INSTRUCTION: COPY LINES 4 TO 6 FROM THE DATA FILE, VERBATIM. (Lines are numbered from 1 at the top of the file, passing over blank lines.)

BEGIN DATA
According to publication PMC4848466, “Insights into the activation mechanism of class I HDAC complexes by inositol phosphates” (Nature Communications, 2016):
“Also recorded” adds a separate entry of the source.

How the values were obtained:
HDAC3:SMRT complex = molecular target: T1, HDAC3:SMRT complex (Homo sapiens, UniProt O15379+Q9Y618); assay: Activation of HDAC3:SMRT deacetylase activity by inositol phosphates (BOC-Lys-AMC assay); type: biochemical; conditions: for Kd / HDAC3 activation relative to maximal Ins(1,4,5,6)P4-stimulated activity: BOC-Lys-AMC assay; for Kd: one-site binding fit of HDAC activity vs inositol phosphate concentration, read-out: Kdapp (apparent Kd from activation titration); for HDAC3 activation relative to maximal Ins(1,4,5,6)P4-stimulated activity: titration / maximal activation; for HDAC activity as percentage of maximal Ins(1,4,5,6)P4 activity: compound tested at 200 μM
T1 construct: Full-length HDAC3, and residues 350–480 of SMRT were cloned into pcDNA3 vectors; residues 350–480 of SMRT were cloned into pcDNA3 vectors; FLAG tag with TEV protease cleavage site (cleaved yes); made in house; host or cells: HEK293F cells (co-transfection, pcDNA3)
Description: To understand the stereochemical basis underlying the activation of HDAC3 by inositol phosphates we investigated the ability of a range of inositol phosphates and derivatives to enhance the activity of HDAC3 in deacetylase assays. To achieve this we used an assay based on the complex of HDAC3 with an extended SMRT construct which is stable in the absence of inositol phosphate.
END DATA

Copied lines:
HDAC3:SMRT complex = molecular target: T1, HDAC3:SMRT complex (Homo sapiens, UniProt O15379+Q9Y618); assay: Activation of HDAC3:SMRT deacetylase activity by inositol phosphates (BOC-Lys-AMC assay); type: biochemical; conditions: for Kd / HDAC3 activation relative to maximal Ins(1,4,5,6)P4-stimulated activity: BOC-Lys-AMC assay; for Kd: one-site binding fit of HDAC activity vs inositol phosphate concentration, read-out: Kdapp (apparent Kd from activation titration); for HDAC3 activation relative to maximal Ins(1,4,5,6)P4-stimulated activity: titration / maximal activation; for HDAC activity as percentage of maximal Ins(1,4,5,6)P4 activity: compound tested at 200 μM
T1 construct: Full-length HDAC3, and residues 350–480 of SMRT were cloned into pcDNA3 vectors; residues 350–480 of SMRT were cloned into pcDNA3 vectors; FLAG tag with TEV protease cleavage site (cleaved yes); made in house; host or cells: HEK293F cells (co-transfection, pcDNA3)
Description: To understand the stereochemical basis underlying the activation of HDAC3 by inositol phosphates we investigated the ability of a range of inositol phosphates and derivatives to enhance the activity of HDAC3 in deacetylase assays. To achieve this we used an assay based on the complex of HDAC3 with an extended SMRT construct which is stable in the absence of inositol phosphate.